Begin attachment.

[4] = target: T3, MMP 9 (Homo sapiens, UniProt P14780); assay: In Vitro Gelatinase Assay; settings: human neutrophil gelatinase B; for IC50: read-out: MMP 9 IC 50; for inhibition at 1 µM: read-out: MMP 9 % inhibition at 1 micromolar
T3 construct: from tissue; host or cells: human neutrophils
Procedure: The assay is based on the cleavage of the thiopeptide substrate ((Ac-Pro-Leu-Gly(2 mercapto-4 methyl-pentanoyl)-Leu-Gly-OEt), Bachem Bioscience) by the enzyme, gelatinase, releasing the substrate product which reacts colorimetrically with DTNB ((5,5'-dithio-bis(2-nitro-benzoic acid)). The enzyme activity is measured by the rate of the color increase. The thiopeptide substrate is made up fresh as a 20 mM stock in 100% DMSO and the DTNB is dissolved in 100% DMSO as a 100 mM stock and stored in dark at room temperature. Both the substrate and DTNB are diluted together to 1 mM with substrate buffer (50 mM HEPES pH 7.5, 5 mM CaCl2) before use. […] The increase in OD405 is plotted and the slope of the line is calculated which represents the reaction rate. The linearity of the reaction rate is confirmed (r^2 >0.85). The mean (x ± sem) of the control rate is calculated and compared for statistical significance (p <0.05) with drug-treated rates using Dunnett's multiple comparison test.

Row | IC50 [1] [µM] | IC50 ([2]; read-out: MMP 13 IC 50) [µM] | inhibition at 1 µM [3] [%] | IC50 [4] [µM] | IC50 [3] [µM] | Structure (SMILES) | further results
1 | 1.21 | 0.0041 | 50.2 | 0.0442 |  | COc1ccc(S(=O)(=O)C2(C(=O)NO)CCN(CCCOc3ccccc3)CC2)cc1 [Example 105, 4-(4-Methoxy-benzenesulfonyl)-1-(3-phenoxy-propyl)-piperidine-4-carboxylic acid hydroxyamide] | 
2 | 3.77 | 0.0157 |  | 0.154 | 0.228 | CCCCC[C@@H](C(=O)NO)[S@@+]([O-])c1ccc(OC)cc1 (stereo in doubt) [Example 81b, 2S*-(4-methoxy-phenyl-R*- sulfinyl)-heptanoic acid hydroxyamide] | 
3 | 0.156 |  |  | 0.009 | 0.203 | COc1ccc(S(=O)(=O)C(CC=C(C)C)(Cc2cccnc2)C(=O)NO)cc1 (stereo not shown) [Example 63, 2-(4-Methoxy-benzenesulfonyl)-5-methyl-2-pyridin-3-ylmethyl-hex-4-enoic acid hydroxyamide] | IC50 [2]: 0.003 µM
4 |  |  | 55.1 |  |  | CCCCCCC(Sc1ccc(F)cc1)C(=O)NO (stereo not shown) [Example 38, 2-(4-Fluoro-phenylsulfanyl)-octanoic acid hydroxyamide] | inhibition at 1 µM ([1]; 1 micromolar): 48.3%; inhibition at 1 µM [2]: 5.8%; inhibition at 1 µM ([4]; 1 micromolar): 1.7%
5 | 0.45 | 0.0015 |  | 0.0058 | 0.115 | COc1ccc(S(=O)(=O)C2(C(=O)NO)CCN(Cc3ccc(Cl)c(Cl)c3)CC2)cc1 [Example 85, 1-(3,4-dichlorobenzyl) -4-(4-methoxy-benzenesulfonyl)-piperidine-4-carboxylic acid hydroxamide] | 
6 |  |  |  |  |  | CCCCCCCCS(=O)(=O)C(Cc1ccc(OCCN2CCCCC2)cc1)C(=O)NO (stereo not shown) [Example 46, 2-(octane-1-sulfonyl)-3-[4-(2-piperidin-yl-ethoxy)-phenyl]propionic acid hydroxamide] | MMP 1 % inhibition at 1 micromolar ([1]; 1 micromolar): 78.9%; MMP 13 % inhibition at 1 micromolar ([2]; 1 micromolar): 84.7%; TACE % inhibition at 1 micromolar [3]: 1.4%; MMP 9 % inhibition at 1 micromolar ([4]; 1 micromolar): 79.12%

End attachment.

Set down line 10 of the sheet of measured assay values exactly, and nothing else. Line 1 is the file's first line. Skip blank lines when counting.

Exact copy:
6 |  |  |  |  |  | CCCCCCCCS(=O)(=O)C(Cc1ccc(OCCN2CCCCC2)cc1)C(=O)NO (stereo not shown) [Example 46, 2-(octane-1-sulfonyl)-3-[4-(2-piperidin-yl-ethoxy)-phenyl]propionic acid hydroxamide] | MMP 1 % inhibition at 1 micromolar ([1]; 1 micromolar): 78.9%; MMP 13 % inhibition at 1 micromolar ([2]; 1 micromolar): 84.7%; TACE % inhibition at 1 micromolar [3]: 1.4%; MMP 9 % inhibition at 1 micromolar ([4]; 1 micromolar): 79.12%